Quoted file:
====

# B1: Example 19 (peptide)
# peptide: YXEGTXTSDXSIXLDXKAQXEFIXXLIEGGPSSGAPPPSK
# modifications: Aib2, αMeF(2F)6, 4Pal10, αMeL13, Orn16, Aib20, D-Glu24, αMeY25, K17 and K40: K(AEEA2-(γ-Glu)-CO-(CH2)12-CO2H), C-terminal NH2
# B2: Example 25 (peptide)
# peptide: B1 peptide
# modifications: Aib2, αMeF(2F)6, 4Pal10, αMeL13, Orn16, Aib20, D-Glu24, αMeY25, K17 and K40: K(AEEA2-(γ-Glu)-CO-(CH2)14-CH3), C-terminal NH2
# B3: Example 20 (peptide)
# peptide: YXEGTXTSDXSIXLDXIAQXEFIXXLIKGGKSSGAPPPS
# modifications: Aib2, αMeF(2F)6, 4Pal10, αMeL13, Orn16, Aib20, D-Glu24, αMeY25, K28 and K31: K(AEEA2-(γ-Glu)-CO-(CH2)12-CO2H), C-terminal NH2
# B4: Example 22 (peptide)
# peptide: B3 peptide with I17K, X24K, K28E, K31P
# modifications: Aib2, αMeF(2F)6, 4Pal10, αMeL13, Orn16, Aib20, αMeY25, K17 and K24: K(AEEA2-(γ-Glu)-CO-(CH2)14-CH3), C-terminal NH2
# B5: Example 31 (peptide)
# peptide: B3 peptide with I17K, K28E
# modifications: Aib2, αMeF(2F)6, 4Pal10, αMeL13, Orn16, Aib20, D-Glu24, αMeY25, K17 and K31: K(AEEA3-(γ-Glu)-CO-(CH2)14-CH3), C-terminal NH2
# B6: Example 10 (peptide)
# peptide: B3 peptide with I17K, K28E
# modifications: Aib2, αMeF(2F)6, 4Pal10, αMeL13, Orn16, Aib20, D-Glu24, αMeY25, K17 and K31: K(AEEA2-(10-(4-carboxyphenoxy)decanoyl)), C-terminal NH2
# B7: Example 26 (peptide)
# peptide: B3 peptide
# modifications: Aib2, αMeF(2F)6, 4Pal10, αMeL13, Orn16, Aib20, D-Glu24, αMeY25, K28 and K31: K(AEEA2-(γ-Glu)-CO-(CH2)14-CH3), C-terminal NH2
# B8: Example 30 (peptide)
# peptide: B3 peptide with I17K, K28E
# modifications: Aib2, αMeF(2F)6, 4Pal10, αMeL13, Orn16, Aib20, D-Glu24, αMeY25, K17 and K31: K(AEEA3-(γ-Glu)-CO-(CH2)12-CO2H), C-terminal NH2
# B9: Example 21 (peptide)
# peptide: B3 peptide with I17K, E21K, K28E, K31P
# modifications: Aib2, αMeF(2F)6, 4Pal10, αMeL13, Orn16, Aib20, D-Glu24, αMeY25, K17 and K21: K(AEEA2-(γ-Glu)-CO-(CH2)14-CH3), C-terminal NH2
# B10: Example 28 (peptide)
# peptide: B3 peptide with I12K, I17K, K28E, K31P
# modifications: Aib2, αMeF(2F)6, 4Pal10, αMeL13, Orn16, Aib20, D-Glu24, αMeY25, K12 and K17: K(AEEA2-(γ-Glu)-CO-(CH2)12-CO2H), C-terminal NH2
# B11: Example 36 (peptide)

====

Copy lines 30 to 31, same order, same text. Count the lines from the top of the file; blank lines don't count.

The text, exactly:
# modifications: Aib2, αMeF(2F)6, 4Pal10, αMeL13, Orn16, Aib20, D-Glu24, αMeY25, K12 and K17: K(AEEA2-(γ-Glu)-CO-(CH2)12-CO2H), C-terminal NH2
# B11: Example 36 (peptide)